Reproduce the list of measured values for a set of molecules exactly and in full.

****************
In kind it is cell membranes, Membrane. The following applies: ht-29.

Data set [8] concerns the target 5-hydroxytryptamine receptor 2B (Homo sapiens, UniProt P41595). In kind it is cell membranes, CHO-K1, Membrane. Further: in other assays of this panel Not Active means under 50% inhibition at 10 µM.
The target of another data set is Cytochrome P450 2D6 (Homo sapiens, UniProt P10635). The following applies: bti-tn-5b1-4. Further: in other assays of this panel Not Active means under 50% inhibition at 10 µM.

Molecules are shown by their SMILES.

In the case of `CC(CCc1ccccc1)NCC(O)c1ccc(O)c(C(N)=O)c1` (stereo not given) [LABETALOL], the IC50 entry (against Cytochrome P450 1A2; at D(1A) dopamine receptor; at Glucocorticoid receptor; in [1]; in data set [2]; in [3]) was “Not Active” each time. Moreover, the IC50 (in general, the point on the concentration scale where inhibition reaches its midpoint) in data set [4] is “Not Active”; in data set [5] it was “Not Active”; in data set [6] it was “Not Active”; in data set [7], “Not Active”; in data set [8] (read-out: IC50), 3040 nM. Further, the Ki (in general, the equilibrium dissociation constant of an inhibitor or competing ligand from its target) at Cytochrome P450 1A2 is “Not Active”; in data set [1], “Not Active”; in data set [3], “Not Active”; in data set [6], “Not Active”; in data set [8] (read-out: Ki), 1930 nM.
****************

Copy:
In kind it is cell membranes, Membrane. The following applies: ht-29.

Data set [8] concerns the target 5-hydroxytryptamine receptor 2B (Homo sapiens, UniProt P41595). In kind it is cell membranes, CHO-K1, Membrane. Further: in other assays of this panel Not Active means under 50% inhibition at 10 µM.
The target of another data set is Cytochrome P450 2D6 (Homo sapiens, UniProt P10635). The following applies: bti-tn-5b1-4. Further: in other assays of this panel Not Active means under 50% inhibition at 10 µM.

Molecules are shown by their SMILES.

In the case of `CC(CCc1ccccc1)NCC(O)c1ccc(O)c(C(N)=O)c1` (stereo not given) [LABETALOL], the IC50 entry (against Cytochrome P450 1A2; at D(1A) dopamine receptor; at Glucocorticoid receptor; in [1]; in data set [2]; in [3]) was “Not Active” each time. Moreover, the IC50 (in general, the point on the concentration scale where inhibition reaches its midpoint) in data set [4] is “Not Active”; in data set [5] it was “Not Active”; in data set [6] it was “Not Active”; in data set [7], “Not Active”; in data set [8] (read-out: IC50), 3040 nM. Further, the Ki (in general, the equilibrium dissociation constant of an inhibitor or competing ligand from its target) at Cytochrome P450 1A2 is “Not Active”; in data set [1], “Not Active”; in data set [3], “Not Active”; in data set [6], “Not Active”; in data set [8] (read-out: Ki), 1930 nM.